Alzheimer’s disease is a debilitating disorder that affects an estimated 5.4 million people in America, most of whom are 65-years-old or older. While millions of dollars are being spent on Alzheimer’s research, to date scientists have been hard pressed to uncover treatments that actually combat the mental decline associated with the disease. However, interesting new results from a clinical study at Kashan University of Medical Sciences in Iran suggest that something as simple as adding certain probiotics to an individual’s diet could help slow that loss of cognitive functioning.
The Benefits of Probiotics
Doctors have understood the benefits of probiotics, naturally occurring bacteria mostly found in cultured dairy products, on the human digestive system for years. Probiotics can help improve digestion, increase nutritional uptake, and may even regulate weight gain. But can these bacteria help Alzheimer’s caregivers combat one the world’s scariest diseases?
That’s the question that a group of researchers sought to answer when they enlisted the help 60 Alzheimer’s patients in Iran. The participants were split into two groups (control and experimental) and given either plain milk in addition to an otherwise normal diet or milk that had been fortified with four specific probiotics. Both groups continued on this regimented diet for 12 weeks. At the end of the 12 weeks researchers admniistered the Mini-Mental State Examination—essentially a quick way to measure cognitive improvements.
The results of this clinical trial (published in Frontiers in Aging Neuroscience) show that the individuals who were given probiotic-infused milk actually enjoyed marked increase (as much as 27%) in their cognitive functioning.
Dr. Keith Fargo, Director of Scientific Programs and outreach for The Alzheimer’s Association, said that while the Iranian study was designed well and conducted smoothly there’s a long way to go to prove concretely that probiotics have a definite beneficial effect on Alzheimer’s.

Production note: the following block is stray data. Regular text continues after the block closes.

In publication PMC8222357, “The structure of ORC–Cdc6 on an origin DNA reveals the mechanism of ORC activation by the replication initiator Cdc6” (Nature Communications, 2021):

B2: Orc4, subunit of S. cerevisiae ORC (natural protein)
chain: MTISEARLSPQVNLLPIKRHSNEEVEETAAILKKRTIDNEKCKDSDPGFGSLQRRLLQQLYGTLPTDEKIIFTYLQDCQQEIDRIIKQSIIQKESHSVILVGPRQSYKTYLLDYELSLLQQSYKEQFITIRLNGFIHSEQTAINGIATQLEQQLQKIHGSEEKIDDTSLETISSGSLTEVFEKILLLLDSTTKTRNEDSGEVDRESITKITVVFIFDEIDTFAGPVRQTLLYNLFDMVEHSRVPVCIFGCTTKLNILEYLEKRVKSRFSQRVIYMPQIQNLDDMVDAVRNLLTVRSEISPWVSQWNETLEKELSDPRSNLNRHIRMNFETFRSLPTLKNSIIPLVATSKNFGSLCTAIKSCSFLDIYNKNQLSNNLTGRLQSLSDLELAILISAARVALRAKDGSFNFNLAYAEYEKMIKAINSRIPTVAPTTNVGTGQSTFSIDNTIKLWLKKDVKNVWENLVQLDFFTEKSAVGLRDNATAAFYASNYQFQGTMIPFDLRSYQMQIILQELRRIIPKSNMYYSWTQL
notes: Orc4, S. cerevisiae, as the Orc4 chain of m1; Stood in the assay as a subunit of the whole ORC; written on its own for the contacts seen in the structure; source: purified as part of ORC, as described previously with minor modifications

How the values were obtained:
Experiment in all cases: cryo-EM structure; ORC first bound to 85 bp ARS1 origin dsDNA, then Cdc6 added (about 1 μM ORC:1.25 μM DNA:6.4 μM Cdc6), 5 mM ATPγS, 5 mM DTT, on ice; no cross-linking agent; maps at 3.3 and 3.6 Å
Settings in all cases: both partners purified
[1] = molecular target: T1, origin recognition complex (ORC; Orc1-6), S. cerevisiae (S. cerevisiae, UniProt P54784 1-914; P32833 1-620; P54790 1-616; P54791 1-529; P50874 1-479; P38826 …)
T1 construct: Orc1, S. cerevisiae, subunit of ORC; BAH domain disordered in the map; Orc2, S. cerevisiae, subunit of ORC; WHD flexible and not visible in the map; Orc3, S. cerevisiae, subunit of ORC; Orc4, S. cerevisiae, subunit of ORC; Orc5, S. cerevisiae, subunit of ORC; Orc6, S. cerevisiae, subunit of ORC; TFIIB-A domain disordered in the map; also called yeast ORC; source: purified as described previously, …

However, many doctors do already recommend adding probiotic-rich foods or supplements to an Alzheimer’s patient’s current diet. (If you’re an Alzheimer’s family caregiver in Texas, please speak with your personal physician or dietician before making any changes to your loved one’s diet.)
Coping with Alzheimer’s Disease
The Texas Department of State Health Services estimates that unpaid Alzheimer’s caregivers in Texas (mostly family members) sacrifice 1.5 billion hours of their own time annually to care for victims of this terrifying disease. But there is help.
Second Family Home Care offers in-home Alzheimer’s care in Plano, Texas and the surrounding areas as well as dementia care and other elder care services on an as-needed basis. This allows family caregivers to reclaim some of their time for themselves without worrying about their loved one’s safety or comfort.
To learn how our caring professionals can help you and your family, contact us to schedule a consultation. Call (972) 347-0700 today.